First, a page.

Third, evangelical activism and pentecostal mission are arguably two sides of the same coin. Classical pentecostal missions initiated in part through the Azusa Street revival from 1906-1908 has opened up into a torrent of missionary energy and activity so that if the nineteenth was dubbed the “evangelical century,” the twentieth has now been understood as the “pentecostal century.” Pentecostal missionary praxis may accentuate the workings of the charismata, in particular healing and miracles, phenomena underplayed by evangelical missiology. As important is the role of testimony, the ability and expectation of each person who has been touched by the Spirit to bear witness to the wondrous works of God (Acts 2:11) in their lives so that others can be edified and expect similarly. If the Protestant Reformation urged the “priesthood of all believers,” the pentecostal revival has democratized their activism through the empowered speech of the Spirit so that the people of God are now constituted as a “Prophethood of believers.”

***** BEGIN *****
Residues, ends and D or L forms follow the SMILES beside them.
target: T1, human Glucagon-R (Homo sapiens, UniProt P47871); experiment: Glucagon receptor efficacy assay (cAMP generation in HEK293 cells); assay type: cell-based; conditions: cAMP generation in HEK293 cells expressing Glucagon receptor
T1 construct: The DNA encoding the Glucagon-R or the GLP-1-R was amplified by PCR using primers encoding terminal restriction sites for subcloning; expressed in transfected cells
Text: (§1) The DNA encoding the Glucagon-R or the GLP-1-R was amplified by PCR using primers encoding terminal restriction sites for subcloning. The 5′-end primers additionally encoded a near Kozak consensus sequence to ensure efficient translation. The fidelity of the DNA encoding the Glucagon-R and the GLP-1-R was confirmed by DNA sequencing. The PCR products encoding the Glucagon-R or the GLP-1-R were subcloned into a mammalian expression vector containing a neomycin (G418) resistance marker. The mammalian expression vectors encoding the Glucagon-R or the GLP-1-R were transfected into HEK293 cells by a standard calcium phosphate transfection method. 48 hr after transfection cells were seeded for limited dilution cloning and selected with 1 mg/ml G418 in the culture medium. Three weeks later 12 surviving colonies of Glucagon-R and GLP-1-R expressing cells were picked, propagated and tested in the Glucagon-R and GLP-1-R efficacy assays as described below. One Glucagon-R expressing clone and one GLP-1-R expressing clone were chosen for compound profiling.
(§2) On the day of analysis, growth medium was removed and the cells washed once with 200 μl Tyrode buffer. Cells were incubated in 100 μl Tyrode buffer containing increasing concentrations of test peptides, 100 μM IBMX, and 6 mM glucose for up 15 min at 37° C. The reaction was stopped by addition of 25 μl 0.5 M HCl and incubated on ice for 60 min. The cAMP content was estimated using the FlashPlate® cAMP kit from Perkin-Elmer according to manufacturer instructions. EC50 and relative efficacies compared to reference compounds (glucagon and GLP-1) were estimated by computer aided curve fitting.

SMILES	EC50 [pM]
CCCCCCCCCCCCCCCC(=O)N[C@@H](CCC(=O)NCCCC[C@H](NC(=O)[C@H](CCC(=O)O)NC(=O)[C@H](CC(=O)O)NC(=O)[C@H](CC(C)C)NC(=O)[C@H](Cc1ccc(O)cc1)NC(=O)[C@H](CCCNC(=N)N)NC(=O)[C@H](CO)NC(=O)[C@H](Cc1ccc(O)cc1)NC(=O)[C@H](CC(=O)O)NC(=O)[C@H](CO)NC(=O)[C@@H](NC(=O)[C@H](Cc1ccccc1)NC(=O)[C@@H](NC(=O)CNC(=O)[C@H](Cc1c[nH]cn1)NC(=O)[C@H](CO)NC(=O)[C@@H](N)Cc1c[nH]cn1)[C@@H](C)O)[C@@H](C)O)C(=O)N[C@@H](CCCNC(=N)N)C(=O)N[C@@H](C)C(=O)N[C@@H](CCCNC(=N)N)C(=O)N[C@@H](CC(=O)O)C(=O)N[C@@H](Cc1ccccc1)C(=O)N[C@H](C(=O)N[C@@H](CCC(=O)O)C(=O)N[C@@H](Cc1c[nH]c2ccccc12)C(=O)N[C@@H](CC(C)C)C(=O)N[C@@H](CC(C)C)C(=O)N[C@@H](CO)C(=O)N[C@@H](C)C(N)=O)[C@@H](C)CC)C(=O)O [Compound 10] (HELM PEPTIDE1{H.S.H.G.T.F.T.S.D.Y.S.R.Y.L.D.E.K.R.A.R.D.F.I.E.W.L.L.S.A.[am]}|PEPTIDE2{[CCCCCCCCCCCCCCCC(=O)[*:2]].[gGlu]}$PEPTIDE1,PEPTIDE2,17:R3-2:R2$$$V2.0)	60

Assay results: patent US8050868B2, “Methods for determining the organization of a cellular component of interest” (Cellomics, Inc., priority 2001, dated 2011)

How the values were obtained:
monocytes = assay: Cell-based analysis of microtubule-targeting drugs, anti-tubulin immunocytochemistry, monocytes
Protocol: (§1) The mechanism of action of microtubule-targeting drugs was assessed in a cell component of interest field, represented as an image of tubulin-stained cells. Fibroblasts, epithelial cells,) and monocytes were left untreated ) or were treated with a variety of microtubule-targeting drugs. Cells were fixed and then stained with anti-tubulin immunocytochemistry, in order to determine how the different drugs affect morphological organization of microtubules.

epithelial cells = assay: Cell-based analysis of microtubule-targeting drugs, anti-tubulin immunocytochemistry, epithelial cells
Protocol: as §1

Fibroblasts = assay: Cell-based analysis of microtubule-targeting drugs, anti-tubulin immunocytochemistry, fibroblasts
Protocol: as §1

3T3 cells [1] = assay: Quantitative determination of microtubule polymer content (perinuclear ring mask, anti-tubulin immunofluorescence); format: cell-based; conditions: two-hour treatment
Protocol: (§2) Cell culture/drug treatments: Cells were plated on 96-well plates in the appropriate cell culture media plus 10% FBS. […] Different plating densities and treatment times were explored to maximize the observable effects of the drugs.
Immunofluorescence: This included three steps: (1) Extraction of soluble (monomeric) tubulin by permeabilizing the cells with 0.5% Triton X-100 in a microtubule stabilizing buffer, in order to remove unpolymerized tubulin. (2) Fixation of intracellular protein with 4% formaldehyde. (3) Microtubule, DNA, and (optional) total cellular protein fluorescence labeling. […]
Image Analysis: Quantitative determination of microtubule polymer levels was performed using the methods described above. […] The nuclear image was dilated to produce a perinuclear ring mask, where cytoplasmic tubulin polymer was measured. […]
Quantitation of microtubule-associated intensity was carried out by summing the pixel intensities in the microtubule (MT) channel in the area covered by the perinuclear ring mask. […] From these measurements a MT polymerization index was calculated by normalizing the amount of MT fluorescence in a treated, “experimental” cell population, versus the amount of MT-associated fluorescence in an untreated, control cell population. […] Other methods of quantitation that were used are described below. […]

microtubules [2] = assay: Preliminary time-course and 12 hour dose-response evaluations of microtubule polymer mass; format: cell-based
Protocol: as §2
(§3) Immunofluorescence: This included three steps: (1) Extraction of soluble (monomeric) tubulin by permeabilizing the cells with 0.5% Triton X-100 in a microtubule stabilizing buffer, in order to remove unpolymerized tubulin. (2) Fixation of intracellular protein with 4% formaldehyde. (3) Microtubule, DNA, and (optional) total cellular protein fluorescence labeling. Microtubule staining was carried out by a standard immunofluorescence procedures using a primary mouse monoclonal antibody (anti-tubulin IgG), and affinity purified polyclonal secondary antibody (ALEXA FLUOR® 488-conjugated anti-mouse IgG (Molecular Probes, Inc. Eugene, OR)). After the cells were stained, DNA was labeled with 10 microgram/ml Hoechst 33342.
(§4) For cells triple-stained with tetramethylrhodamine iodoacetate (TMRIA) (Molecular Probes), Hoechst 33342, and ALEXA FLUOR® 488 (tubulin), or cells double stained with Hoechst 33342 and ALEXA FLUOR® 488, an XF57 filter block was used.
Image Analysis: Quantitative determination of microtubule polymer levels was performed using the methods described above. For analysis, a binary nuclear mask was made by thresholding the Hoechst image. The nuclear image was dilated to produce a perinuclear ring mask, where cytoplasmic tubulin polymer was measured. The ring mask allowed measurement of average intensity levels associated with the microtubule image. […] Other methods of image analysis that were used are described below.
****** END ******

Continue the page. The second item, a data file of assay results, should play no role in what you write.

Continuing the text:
Last but not least, evangelical conversionism understood along a pentecostal register means not only the once-for-all turning away from sin but also ongoing renewal and transformation in the path of Christ-following and Christian discipleship. This is because the work of the Holy Spirit is dynamic, not just at a point in time. Christian conversion in this sense is a life-long journey so that believers “expect a miracle” daily. Some might think of this primarily in terms of personal enrichment but the more sober and mature understand that salvation is a path and that it “is nearer to us now than when we became believers” (Rom. 13:11b, NRSV). In that sense, then, there is an eschatological dimension to salvation to which believers are carried by the purifying and empowering work of the Spirit: “all who have this hope in him purify themselves, just as he is pure” (1 John 3:3).

I would suggest that the Evangelicalism of the twenty-first century will be increasingly pentecostalized and charismatized. This will reconfigure, not eliminate, the biblicism, crucicentrism, activism, and conversionism that have long featured in evangelical life. The embodied and affective pietism of renewal spirituality will become more predominant as the center of evangelical gravity continues to shift from the Euro- and Anglo-American West to the global South. The growth and expansion of Asian, African, and Latin American forms of evangelical faith will go hand-in-hand with the pentecostalization and charismatization of Christianity as a whole – indeed this process is already well underway.